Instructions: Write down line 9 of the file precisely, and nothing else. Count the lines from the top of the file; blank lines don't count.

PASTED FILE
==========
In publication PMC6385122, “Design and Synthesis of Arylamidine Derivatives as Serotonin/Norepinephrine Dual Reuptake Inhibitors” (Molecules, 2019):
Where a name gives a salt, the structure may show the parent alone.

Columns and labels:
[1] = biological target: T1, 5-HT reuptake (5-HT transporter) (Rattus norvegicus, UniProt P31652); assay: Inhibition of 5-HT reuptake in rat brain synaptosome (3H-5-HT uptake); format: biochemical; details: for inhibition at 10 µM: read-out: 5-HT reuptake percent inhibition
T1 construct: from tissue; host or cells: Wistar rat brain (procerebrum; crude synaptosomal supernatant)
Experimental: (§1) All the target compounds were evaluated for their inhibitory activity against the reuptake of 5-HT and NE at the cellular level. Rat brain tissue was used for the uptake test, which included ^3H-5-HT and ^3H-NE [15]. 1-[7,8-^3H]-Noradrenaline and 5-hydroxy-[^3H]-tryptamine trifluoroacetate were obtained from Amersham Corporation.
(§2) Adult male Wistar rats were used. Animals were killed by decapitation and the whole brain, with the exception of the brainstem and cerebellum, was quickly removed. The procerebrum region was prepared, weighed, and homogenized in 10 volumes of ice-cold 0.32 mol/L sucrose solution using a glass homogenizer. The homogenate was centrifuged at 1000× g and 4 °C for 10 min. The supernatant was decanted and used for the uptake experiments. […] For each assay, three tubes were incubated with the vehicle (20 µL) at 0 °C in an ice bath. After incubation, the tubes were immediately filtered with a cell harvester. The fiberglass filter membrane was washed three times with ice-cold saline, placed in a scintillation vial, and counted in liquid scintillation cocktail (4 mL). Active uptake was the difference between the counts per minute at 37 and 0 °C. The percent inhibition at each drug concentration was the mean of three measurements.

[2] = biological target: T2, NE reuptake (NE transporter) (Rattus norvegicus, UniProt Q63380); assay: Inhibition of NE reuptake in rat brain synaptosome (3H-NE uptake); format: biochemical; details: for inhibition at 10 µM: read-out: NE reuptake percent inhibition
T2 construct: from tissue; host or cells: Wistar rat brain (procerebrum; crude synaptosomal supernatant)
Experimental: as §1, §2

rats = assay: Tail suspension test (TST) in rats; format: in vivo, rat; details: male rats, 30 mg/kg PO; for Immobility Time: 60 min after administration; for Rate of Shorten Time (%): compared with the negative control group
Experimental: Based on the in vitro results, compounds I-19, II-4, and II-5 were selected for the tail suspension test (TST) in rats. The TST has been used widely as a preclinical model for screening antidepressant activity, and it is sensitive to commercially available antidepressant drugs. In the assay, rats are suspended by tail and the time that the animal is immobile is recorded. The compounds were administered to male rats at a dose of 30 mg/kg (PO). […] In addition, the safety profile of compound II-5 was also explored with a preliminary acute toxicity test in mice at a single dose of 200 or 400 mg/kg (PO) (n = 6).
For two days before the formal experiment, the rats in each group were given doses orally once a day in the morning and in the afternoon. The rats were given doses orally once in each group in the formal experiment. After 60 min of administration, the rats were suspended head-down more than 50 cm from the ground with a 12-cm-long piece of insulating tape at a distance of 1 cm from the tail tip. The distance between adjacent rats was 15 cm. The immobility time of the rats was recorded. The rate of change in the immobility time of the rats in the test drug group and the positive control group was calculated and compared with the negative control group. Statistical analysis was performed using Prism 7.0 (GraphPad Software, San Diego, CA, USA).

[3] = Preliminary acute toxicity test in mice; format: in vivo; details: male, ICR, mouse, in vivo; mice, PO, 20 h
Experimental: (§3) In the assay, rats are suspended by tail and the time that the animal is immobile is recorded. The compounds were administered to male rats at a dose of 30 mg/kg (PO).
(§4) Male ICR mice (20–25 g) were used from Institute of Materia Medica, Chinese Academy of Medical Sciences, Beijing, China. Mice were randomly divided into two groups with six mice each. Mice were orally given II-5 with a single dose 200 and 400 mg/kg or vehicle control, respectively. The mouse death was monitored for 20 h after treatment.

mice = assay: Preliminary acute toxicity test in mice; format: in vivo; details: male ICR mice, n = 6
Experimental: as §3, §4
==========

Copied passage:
T2 construct: from tissue; host or cells: Wistar rat brain (procerebrum; crude synaptosomal supernatant)